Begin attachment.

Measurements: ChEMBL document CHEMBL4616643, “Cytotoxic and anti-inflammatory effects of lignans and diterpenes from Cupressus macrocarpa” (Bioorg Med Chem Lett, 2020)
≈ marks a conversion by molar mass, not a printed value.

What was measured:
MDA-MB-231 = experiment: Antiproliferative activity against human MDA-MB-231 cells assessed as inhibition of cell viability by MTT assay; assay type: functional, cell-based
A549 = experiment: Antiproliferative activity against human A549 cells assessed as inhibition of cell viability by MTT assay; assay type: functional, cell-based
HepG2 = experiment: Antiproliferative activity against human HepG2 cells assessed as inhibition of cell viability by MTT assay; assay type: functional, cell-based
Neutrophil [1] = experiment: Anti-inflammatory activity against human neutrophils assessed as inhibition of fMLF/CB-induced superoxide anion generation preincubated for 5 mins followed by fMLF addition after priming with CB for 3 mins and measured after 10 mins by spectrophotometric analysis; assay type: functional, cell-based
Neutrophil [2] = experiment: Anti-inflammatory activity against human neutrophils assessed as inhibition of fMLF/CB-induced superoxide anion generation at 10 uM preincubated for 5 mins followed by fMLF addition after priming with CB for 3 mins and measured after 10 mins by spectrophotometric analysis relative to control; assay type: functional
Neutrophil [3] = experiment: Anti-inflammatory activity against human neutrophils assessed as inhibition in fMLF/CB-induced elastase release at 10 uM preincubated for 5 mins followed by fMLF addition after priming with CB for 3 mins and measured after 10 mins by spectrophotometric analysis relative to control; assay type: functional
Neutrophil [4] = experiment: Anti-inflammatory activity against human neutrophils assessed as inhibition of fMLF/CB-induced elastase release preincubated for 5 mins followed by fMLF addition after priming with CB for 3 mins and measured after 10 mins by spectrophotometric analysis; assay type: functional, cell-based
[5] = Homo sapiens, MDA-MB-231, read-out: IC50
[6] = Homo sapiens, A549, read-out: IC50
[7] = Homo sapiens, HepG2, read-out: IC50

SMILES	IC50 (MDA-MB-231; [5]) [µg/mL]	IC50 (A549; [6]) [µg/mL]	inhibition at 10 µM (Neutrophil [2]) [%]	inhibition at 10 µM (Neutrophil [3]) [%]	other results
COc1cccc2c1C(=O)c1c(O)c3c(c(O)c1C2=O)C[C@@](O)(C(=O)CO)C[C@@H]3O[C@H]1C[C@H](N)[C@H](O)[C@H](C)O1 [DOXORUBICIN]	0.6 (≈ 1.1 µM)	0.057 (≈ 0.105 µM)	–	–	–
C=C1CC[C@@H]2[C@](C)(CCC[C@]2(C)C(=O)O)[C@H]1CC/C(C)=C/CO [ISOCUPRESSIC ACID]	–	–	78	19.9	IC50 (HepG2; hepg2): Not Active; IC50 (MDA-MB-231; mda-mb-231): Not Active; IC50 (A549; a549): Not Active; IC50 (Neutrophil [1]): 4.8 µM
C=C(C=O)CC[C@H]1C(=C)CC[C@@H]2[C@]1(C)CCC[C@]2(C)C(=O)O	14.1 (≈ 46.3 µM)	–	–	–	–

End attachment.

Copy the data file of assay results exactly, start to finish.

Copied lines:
Measurements: ChEMBL document CHEMBL4616643, “Cytotoxic and anti-inflammatory effects of lignans and diterpenes from Cupressus macrocarpa” (Bioorg Med Chem Lett, 2020)
≈ marks a conversion by molar mass, not a printed value.

What was measured:
MDA-MB-231 = experiment: Antiproliferative activity against human MDA-MB-231 cells assessed as inhibition of cell viability by MTT assay; assay type: functional, cell-based
A549 = experiment: Antiproliferative activity against human A549 cells assessed as inhibition of cell viability by MTT assay; assay type: functional, cell-based
HepG2 = experiment: Antiproliferative activity against human HepG2 cells assessed as inhibition of cell viability by MTT assay; assay type: functional, cell-based
Neutrophil [1] = experiment: Anti-inflammatory activity against human neutrophils assessed as inhibition of fMLF/CB-induced superoxide anion generation preincubated for 5 mins followed by fMLF addition after priming with CB for 3 mins and measured after 10 mins by spectrophotometric analysis; assay type: functional, cell-based
Neutrophil [2] = experiment: Anti-inflammatory activity against human neutrophils assessed as inhibition of fMLF/CB-induced superoxide anion generation at 10 uM preincubated for 5 mins followed by fMLF addition after priming with CB for 3 mins and measured after 10 mins by spectrophotometric analysis relative to control; assay type: functional
Neutrophil [3] = experiment: Anti-inflammatory activity against human neutrophils assessed as inhibition in fMLF/CB-induced elastase release at 10 uM preincubated for 5 mins followed by fMLF addition after priming with CB for 3 mins and measured after 10 mins by spectrophotometric analysis relative to control; assay type: functional
Neutrophil [4] = experiment: Anti-inflammatory activity against human neutrophils assessed as inhibition of fMLF/CB-induced elastase release preincubated for 5 mins followed by fMLF addition after priming with CB for 3 mins and measured after 10 mins by spectrophotometric analysis; assay type: functional, cell-based
[5] = Homo sapiens, MDA-MB-231, read-out: IC50
[6] = Homo sapiens, A549, read-out: IC50
[7] = Homo sapiens, HepG2, read-out: IC50

SMILES	IC50 (MDA-MB-231; [5]) [µg/mL]	IC50 (A549; [6]) [µg/mL]	inhibition at 10 µM (Neutrophil [2]) [%]	inhibition at 10 µM (Neutrophil [3]) [%]	other results
COc1cccc2c1C(=O)c1c(O)c3c(c(O)c1C2=O)C[C@@](O)(C(=O)CO)C[C@@H]3O[C@H]1C[C@H](N)[C@H](O)[C@H](C)O1 [DOXORUBICIN]	0.6 (≈ 1.1 µM)	0.057 (≈ 0.105 µM)	–	–	–
C=C1CC[C@@H]2[C@](C)(CCC[C@]2(C)C(=O)O)[C@H]1CC/C(C)=C/CO [ISOCUPRESSIC ACID]	–	–	78	19.9	IC50 (HepG2; hepg2): Not Active; IC50 (MDA-MB-231; mda-mb-231): Not Active; IC50 (A549; a549): Not Active; IC50 (Neutrophil [1]): 4.8 µM
C=C(C=O)CC[C@H]1C(=C)CC[C@@H]2[C@]1(C)CCC[C@]2(C)C(=O)O	14.1 (≈ 46.3 µM)	–	–	–	–